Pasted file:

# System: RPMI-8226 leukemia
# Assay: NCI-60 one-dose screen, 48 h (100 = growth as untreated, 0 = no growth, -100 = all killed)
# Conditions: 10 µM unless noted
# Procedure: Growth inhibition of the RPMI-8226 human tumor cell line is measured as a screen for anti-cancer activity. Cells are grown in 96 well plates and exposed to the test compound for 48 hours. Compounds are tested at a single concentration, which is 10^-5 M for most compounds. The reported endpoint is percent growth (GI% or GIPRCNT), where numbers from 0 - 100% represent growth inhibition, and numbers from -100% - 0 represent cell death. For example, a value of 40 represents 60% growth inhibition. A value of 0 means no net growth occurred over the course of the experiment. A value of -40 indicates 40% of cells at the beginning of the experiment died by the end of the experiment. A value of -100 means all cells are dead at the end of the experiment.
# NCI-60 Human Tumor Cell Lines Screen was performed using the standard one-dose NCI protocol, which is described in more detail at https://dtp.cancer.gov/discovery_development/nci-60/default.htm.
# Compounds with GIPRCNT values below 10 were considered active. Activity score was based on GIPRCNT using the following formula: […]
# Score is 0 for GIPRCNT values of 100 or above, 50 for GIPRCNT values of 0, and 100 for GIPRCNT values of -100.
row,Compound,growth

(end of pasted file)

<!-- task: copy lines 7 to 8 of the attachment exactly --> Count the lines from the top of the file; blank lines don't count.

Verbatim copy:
# Score is 0 for GIPRCNT values of 100 or above, 50 for GIPRCNT values of 0, and 100 for GIPRCNT values of -100.
row,Compound,growth